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right, that such a man under such circumstances, should be permitted any longer to retain a valuable benefice in that very Church which he had in such gross opprobrious terms vilified and insulted."

Notwithstanding the Bishop's increasing debility, which rendered him very unequal to any great exertion, he yet determined to make a last effort in the course of the summer to carry through Parliament a Bill, which he had long had much at heart, for encouraging the residence of Stipendiary Curates. I have already mentioned the disappointment which he experienced in the rejection of, this measure upon a former occasion; and, though he was well aware that a strong opposition would again be made to it, yet he would not have satisfied his own mind, if he had abandoned a R 2 question,

question, as it seemed to him, of the very last importance, whilst there remained a hope of success. The objects, which he had in view, were briefly these: in the first place, to provide, that whereever the Incumbent of any benefice did not reside himself, there should be a resident curate;—in the second, where the annual value of the benefice exceeded £. 400. to empower the bishop to assign to the curate one-fifth of that yearly income, by which means his stipend would increase proportionably to the value of the living. A Bill of this description he thought absolutely essential to the welfare of the church, and sanctioned by every principle of justice and expediency; and in these sentiments he had the entire concurrence of the Chancellor of the Exchequer, Mr. Perceval, who had some time before published a


most able pamphlet on the subject, and by whose,energy and eloquence it was carried triumphantly through the House of Commons. It was not therefore without a sanguine expectation of success, that he introduced the Bill into the House of Lords. At its second reading, though little equal to such an effort, he delivered his sentiments fully and clearly on the whole measure, and gave, as he conceived, satisfactory and conclusive answers to the objections which had been urged against it. But it very soon appeared, that the opposition formerly made had in no respect subsided, and that even on the Bench there was a great difference of opinion. Indeed one right reverend Prelate did not scruple to declare, that in his judgment it was a measure pregnant with mischief; and that it would produce nothing but jealousy and discord it 3 in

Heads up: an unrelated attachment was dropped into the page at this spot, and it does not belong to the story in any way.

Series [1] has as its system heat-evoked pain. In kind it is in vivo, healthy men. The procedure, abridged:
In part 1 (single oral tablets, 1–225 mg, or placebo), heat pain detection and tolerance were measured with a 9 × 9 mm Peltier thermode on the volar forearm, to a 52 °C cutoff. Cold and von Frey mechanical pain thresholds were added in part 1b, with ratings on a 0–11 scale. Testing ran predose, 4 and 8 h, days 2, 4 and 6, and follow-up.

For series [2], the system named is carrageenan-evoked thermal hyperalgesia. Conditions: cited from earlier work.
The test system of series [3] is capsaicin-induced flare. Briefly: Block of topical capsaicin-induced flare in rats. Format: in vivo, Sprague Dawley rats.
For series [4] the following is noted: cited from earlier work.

in the Church, through every part of the kingdom. This unambiguous and peremptory language, added to the unfavourable view taken of the subject by the Lord Chancellor, decided the House; and the consequence was, that on the third reading, to the Bishop's infinite mortification and regret, the Bill was rejected.

The following note, subjoined to his Speech on this occasion, which he afterwards printed, is a strong proof of the liberality and candour of his mind, and places in a striking point of view the objects which he proposed to himself, and the motives upon which he acted;— objects and motives, which those, who dissented from him, will at least do him the justice to say, were most honourable to his character.

"It was matter," he observes, " of extreme concern to me, that in the

discussion discussion of this Bill I found myself under the necessity of differing from many noble Lords and learned Prelates (some of them in the highest stations, and of the most distinguished character) for whom I entertain the greatest respect and esteem. But I beg to have it understood, that if any strong expressions escaped me in the warmth of debate, I did not mean to cast the slightest reflection on those who opposed the Bill, and who, I well know, opposed it upon principle, and from a conscientious conviction that it would not answer the end proposed. I give them the fullest credit for the purity of their motives, and the rectitude of their intentions; and all I have to ask in return, is, the same candid interpretation of the part which I have taken, and of the motives by which I have been actuated.

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